Not sure if you have a workers’ compensation claim? We can help. Please contact Phillip Murphy II. As an experienced workers’ comp lawyer, he can explain the applicable laws in both Missouri and Kansas and can represent you in your claim.
Workers’ Compensation in Missouri
For Missouri employees, workers’ compensation is a no-fault system that provides benefits if/when they are injured on the job. It’s designed to help workers with medical expenses, lost wages, and other costs associated with an injury.
To be eligible for workers’ compensation benefits in Missouri, you must meet a few basic requirements:
In Missouri, the Division of Workers’ Compensation is responsible for investigating workers’ compensation claims. They make the decision as to whether someone is entitled to benefits. If a claim is approved, benefits are paid directly from the employer’s insurance company. If a claim is denied, the decision may be appealed.
If you have been injured on the job, please contact our law office as soon as possible to discuss your legal options. Phillip Murphy II will help you understand your rights and options under the law. He can effectively manage the workers’ compensation claims process on your behalf while you focus on your recovery.
Workers’ Compensation for Kansas Employees
While the worker’s compensation laws in Kansas are similar to Missouri’s, there are a few key differences:
If you have been hurt on the job, your top priority should be to seek medical attention. Once you’ve received immediate care and understand the full extent of your injury, please contact our office to discuss your legal options and next steps.
What are Workers’ Compensation Benefits?
If you sustain a work-related injury and meet the requirements outlined above, you may be entitled to the following benefits:
What are the Most Common Workplace Injuries?
Workers not only have the right to file a workers’ compensation claim for sudden accidental injuries like bone breaks and spinal injuries, but also for:
When you’ve been injured in the workplace, you are eligible to file a claim for workers’ compensation, regardless of whether your employer was “at fault” for your accident. While not every injury may be covered, virtually any bodily harm sustained during your official working hours could make you eligible for coverage. In the state of Kansas, you can also file a claim for repetitive injuries like carpal tunnel syndrome, as long as it was directly caused by your job.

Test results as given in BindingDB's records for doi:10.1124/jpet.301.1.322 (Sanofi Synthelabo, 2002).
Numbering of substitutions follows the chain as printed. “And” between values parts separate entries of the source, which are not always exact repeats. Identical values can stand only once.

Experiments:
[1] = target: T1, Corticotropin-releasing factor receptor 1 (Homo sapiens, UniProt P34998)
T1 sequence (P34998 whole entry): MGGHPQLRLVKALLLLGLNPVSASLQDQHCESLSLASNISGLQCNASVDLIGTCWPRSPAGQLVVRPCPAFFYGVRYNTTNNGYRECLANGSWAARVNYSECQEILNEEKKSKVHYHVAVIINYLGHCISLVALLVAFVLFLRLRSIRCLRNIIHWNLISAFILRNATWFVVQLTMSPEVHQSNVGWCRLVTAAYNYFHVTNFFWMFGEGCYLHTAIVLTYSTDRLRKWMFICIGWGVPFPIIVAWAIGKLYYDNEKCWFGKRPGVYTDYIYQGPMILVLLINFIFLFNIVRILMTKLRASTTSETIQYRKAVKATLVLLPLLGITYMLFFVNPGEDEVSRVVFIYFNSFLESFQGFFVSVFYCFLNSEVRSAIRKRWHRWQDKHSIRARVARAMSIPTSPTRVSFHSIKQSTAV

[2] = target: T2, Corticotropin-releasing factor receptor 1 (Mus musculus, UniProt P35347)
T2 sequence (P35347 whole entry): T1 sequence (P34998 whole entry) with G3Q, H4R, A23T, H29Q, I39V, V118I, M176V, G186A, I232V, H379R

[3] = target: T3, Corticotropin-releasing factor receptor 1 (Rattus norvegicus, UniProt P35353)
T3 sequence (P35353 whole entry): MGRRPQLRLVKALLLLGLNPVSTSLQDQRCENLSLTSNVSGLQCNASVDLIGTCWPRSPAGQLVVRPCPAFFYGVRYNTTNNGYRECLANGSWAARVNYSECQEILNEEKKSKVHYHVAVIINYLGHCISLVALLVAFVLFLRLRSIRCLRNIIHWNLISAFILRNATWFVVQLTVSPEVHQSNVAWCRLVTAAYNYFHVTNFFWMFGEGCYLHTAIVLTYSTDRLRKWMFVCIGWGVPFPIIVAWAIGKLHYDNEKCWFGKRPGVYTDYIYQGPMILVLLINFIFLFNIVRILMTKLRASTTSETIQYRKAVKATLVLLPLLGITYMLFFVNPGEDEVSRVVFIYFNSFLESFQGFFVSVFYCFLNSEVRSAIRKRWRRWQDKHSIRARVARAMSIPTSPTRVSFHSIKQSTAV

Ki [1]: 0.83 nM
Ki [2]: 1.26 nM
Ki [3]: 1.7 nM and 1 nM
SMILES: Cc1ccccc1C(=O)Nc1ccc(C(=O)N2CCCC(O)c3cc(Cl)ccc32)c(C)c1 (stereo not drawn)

Can an employer deny workers’ comp coverage?
There are a few circumstances in which an employer may be able to deny workers’ compensation coverage. If an employee was injured while committing a willful or intentional act, for example, or if they were intoxicated or under the influence of drugs. Claims will always be denied if an employee intentionally caused the injury to themselves, if they violated proper safety rules, were fighting, or if the employee was off-site and not performing work duties when injured.
If an employer denies workers’ compensation coverage, you may still be able to file a claim with the state’s workers’ compensation agency, but it’s best to work with an attorney to assist in that process. The agency will investigate the claim and decide whether to award benefits. If they do, the employer will be required to pay the benefits and possibly a fine for denying coverage.
Contact a Kansas City Workers’ Compensation Lawyer
Never take chances with your health and safety! When it comes to workplace injuries, it’s always best to contact an attorney who can act as your advocate and help get you the compensation you deserve. Call the Law Office of Phillip Murphy II as soon as possible for a free and confidential case consultation: (913) 661-2900